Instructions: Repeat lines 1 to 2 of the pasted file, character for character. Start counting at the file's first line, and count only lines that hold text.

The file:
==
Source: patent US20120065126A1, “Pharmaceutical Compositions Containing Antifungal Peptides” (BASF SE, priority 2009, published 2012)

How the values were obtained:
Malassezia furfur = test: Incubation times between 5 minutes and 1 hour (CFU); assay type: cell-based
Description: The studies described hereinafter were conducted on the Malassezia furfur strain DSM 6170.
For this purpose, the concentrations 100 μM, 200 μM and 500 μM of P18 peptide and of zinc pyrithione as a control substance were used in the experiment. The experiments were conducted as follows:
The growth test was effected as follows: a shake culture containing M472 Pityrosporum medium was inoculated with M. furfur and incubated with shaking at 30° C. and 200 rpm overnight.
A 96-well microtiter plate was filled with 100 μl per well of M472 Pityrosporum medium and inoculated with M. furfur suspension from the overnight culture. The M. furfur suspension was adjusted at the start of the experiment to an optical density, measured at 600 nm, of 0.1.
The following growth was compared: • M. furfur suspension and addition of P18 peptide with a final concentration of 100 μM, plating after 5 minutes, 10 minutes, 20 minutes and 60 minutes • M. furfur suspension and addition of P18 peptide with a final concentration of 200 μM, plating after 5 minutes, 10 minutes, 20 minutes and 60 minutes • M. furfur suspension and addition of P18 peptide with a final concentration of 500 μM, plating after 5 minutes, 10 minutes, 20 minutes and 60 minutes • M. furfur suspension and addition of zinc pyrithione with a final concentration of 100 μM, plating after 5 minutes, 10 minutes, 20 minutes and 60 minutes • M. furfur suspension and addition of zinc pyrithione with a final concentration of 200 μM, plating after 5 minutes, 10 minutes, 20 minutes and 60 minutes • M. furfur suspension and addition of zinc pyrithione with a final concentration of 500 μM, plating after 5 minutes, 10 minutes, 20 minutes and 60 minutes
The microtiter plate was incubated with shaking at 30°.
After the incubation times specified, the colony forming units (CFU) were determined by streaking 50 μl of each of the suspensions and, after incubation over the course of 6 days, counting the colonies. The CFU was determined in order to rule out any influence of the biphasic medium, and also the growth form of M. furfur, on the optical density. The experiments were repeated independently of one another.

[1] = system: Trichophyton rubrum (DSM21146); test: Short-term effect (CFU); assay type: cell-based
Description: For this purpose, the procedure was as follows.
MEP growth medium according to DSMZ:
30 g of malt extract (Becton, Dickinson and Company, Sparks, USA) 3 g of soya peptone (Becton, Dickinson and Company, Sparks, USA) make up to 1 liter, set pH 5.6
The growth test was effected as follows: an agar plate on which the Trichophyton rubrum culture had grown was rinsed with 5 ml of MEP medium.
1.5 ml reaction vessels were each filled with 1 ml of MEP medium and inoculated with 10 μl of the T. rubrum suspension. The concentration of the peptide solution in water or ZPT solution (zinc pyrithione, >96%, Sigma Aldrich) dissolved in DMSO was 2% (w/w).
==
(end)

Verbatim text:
Source: patent US20120065126A1, “Pharmaceutical Compositions Containing Antifungal Peptides” (BASF SE, priority 2009, published 2012)

How the values were obtained: